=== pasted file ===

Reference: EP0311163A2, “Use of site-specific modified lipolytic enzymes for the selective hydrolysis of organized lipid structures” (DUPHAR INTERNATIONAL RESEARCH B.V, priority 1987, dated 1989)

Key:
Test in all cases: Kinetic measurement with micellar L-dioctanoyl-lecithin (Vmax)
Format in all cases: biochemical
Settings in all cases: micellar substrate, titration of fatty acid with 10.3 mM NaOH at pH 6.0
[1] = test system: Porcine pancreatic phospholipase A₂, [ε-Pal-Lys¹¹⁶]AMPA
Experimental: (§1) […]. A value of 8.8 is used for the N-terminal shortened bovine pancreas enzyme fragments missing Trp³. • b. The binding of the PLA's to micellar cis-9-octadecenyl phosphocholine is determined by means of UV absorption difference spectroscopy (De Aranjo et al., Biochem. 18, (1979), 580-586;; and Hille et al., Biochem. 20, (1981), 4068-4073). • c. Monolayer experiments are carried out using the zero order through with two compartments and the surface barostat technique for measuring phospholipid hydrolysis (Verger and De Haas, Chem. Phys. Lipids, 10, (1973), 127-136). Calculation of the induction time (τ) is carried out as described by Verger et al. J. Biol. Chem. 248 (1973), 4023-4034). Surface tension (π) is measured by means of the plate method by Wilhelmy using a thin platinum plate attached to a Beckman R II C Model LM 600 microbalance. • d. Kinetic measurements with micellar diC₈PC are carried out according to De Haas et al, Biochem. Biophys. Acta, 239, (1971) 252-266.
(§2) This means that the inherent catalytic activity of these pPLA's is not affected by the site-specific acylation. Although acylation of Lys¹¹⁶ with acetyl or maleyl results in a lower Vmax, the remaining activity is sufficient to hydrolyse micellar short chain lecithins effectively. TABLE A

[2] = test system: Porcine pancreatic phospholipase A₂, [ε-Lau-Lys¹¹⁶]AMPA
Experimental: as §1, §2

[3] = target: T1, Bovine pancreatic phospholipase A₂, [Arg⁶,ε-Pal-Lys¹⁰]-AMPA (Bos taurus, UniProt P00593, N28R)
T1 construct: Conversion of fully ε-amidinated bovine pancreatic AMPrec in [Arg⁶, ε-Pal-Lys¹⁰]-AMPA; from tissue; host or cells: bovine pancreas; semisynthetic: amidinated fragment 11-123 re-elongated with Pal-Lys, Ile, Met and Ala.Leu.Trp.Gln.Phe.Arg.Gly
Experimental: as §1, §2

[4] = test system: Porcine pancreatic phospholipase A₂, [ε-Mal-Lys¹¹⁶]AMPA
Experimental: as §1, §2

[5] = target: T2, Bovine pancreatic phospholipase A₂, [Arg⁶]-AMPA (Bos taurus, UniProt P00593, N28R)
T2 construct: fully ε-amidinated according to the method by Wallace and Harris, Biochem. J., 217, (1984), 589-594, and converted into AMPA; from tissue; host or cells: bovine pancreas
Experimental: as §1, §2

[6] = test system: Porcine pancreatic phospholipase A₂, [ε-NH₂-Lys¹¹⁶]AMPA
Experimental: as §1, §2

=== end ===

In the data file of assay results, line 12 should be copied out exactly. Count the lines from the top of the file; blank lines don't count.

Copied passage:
T1 construct: Conversion of fully ε-amidinated bovine pancreatic AMPrec in [Arg⁶, ε-Pal-Lys¹⁰]-AMPA; from tissue; host or cells: bovine pancreas; semisynthetic: amidinated fragment 11-123 re-elongated with Pal-Lys, Ile, Met and Ala.Leu.Trp.Gln.Phe.Arg.Gly